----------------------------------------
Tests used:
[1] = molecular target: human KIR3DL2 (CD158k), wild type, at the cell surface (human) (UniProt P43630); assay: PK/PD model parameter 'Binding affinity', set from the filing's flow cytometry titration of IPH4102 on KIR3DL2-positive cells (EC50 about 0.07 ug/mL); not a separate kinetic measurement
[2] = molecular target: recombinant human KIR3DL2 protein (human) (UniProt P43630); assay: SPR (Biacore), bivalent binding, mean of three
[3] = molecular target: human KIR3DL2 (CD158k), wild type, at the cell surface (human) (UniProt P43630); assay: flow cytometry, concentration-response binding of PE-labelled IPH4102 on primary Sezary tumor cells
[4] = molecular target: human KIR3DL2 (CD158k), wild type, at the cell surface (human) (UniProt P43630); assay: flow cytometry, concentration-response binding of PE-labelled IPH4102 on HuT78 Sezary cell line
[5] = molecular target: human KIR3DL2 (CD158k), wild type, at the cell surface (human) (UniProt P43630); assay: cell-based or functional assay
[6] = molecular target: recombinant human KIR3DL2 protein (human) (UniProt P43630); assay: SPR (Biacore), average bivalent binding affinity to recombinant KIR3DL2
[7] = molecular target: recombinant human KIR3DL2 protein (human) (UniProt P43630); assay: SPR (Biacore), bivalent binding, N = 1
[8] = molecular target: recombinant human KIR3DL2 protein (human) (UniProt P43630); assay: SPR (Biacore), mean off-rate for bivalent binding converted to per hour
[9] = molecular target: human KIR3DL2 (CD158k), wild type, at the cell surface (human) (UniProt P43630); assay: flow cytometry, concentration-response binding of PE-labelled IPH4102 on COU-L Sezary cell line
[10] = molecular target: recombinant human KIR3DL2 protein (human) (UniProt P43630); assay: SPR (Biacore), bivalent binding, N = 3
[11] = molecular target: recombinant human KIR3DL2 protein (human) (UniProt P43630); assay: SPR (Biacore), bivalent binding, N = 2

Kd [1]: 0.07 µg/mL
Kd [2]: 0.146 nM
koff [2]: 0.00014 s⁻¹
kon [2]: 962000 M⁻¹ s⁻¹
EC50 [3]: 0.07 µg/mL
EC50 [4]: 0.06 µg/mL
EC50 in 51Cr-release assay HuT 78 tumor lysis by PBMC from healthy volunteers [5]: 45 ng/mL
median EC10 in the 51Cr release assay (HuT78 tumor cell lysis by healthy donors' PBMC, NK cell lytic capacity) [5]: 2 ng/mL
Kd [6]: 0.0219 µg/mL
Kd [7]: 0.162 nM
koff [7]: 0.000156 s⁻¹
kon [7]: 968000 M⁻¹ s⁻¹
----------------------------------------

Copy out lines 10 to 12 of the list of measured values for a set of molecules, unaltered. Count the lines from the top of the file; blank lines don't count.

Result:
[9] = molecular target: human KIR3DL2 (CD158k), wild type, at the cell surface (human) (UniProt P43630); assay: flow cytometry, concentration-response binding of PE-labelled IPH4102 on COU-L Sezary cell line
[10] = molecular target: recombinant human KIR3DL2 protein (human) (UniProt P43630); assay: SPR (Biacore), bivalent binding, N = 3
[11] = molecular target: recombinant human KIR3DL2 protein (human) (UniProt P43630); assay: SPR (Biacore), bivalent binding, N = 2